Syrian Refugees in Bekaa.Crisis of survival in the Middle East
Syrian Refugees in Bekaa.Crisis of survival in the Middle East
Hydro-Insecurity and Vulnerable Women: The Model of Syrian Refugees in Bekaa
Amal, a twelve year old girl lives at 003 Refugee Camp in El Marj, Bekaa valley, eastern Lebanon, since fleeing the violence in Syria in 2012. This camp in Bekaa is home to 1072 refugees that escaped from Aleppo, Idlib and Homs, to settle in 162 tents, which they set up on a land of a Lebanese farmer. In front of their tents, water tanks and latrines are installed.
Bekaa is considered among the 30 hydro-insecure governorates in the region, as revealed in "The Hydro Insecure: Crisis of Survival in the Middle East”
report launched by Strategic Foresight Group, during the International Conference on “Exploring the Water-Peace Nexus: Blue Peace in West Asia
” held in Jordan on 18-19 March, 2015.
Where do Syrian Refugees Get Water in the Camp?
Leila, a Syrian mother of four said," World Vision gives us vouchers to buy water for drinking, and we extract water from ground for washing and showering". She added, "Drinking water is available but during the last summer we suffered from water scarcity".
In 2011 World Vision began an emergency response to the ongoing refugee crisis. World Vision is an international Christian relief and development agency whose mission is to work with the poor and oppressed to promote human transformation and seek justice. It has been active in Lebanon since 1975, when it provided shelter, food, and medicine for people affected by the civil and regional wars.
Lebanon faced a drought during 2013 - 2014, and Bekaa received only 1/5th of its mean annual rainfall. The influx of more than a million Syrian refugees has put severe pressure on the already stressed water resources; water consumption has increased by 20-25 per cent. The Shaweesh/ leader of 003 Refugee Camp said, "A group of five tents (with an average of five family members in each tent) digs a small well to extract water. We can extract around 1000 litres at a time". He added, "At the end of July we face water scarcity problems. The previous year was catastrophic. This year we may have sufficient amounts of water but we have already paid the price; the weather in winter was so cold, some refugees put their slippers in fire to get warm".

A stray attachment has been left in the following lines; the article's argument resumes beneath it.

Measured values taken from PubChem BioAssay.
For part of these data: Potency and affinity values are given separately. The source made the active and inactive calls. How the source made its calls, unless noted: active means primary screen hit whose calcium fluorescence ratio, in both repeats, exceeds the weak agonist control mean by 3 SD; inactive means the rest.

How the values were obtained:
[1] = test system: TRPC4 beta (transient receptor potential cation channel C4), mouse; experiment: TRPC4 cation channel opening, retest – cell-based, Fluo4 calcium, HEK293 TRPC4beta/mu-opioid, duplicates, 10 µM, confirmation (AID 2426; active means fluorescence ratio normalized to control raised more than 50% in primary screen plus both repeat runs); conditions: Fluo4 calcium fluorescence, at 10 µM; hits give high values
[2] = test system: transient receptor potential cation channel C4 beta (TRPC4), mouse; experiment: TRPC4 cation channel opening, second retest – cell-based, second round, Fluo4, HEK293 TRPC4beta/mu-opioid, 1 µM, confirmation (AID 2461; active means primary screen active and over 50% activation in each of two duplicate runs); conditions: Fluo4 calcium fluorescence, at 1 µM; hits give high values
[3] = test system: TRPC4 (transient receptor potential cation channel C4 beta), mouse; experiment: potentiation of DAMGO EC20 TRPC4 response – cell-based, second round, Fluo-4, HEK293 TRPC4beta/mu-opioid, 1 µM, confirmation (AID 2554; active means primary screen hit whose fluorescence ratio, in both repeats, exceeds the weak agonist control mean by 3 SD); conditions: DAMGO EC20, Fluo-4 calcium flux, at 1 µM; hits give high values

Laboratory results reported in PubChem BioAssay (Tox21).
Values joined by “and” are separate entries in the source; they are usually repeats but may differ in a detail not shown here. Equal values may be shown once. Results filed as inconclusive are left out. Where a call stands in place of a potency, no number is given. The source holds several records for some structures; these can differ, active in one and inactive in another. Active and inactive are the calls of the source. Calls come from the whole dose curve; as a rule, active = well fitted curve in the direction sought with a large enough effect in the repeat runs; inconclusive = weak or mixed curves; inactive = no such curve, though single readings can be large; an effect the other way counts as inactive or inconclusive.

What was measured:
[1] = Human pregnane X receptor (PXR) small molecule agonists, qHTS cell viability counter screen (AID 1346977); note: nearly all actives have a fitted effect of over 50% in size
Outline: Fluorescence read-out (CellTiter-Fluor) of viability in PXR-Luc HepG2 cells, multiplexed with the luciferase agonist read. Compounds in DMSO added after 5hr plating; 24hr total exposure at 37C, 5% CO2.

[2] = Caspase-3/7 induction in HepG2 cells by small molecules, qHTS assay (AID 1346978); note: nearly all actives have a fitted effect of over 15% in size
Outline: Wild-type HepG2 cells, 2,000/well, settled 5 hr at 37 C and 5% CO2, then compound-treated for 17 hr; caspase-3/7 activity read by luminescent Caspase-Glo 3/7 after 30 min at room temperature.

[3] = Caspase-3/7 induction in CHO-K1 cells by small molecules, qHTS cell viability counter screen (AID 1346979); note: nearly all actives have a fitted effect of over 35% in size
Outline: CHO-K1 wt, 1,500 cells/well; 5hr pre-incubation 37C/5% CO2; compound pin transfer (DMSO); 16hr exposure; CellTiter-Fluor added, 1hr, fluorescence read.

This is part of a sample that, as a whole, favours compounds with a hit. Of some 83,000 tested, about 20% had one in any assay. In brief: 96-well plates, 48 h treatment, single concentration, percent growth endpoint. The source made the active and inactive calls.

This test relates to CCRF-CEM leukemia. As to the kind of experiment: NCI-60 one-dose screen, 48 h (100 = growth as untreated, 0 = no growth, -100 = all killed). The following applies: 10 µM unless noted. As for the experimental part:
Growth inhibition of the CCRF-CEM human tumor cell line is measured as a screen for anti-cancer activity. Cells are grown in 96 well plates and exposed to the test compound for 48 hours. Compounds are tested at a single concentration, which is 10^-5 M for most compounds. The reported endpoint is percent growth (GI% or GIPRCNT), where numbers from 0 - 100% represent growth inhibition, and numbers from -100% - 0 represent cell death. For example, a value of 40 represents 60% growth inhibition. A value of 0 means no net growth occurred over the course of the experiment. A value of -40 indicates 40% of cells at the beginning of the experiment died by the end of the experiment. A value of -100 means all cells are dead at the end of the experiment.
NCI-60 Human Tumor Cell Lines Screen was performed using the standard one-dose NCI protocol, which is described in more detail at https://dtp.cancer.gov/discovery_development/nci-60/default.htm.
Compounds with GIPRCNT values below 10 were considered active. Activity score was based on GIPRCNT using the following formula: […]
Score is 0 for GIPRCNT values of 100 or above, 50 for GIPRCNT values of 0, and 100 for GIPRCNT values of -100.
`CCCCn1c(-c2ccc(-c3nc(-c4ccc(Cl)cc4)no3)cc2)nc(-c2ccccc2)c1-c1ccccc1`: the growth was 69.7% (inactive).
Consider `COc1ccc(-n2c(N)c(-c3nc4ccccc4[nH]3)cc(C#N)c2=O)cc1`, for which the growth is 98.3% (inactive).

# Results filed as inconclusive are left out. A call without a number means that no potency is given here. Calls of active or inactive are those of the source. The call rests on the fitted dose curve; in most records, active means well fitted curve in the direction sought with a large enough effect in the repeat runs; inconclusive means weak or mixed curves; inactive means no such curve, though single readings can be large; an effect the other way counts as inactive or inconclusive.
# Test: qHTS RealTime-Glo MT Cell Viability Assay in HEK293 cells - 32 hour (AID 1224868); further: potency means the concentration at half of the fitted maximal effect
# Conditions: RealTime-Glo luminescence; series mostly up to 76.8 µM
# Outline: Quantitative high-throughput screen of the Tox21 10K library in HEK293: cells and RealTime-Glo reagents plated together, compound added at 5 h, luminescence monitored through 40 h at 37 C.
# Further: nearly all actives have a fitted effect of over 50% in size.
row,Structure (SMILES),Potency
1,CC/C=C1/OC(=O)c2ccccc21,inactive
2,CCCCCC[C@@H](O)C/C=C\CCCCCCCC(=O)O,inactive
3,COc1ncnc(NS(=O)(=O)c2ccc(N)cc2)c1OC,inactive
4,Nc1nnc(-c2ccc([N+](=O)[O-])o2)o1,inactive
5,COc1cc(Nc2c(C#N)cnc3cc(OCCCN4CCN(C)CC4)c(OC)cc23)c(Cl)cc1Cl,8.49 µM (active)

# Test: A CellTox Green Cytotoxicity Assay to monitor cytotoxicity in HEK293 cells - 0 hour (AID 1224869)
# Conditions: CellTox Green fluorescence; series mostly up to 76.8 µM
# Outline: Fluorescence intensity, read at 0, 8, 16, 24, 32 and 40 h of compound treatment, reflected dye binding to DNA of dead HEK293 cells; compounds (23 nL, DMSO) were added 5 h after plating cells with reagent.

Hayat, another Syrian refugee said, "Last summer the quantity of water we extracted from wells was not enough due to shortage in rainfall".
The Shaweesh of the Camp Fareed Shlash said, "During winter water is available, but we suffer in summer".
World Vision has made improvements to water and sanitation systems in Syrian informal tented settlements in the Bekaa valley, as part of the Water, Sanitation and Health (WASH) project funded by the European Commission for Humanitarian Aid (ECHO). Hayat informed,"Drinking water reaches our tent through hoses now. Earlier, we used to fill water in buckets for bathing or clean our tents".
In Shlash Camp 019 the situation is the same, 900 people are housed in 127 tents. Most of them are from Homs, Rakka and Aleppo in Syria. Refugees receive vouchers to buy water from water tank distributors. One mother informed that latrines had recently been installed by World Vision. Earlier, children used to urinate outside the tent, in a hole in the ground, and get their bodies dirty.
John Stiefel, World Vision’s WASH project specialist said in an interview with Aljoumhouria,
“Since the beginning of the influx of Syrian refugees, a large number who are living in informal settlements tend to be vulnerable. Most of the informal settlements are on farm lands. Refugees coordinated with farm landowners to rent their land, so it is normal that they will not have access to water network or sewage system and they will face challenges and our responsibility is to reduce risks".
World Vision’s work covers four main areas starting from providing refugees cash assistance, by giving each family vouchers to buy water and install water tanks around the settlements, allowing Syrian refugees to access clean potable water to drink and prepare food (the 1,000 litre tanks are filled by World Vision every 10 days), and grey water (filled as needed) for toilets and showering.
Stiefel mentioned World Vision seeks to help Syrian refugees adapt to their new lives by raising awareness on health and proper hygiene habits inside camps, through information sessions given in settlements. While the refugees had good habits back home, living in a tented settlement is different, which is why they need help to adapt and avoid being exposed to diseases. The potable water used to fill the tanks is tested in specialized laboratories to make sure it is fit for consumption.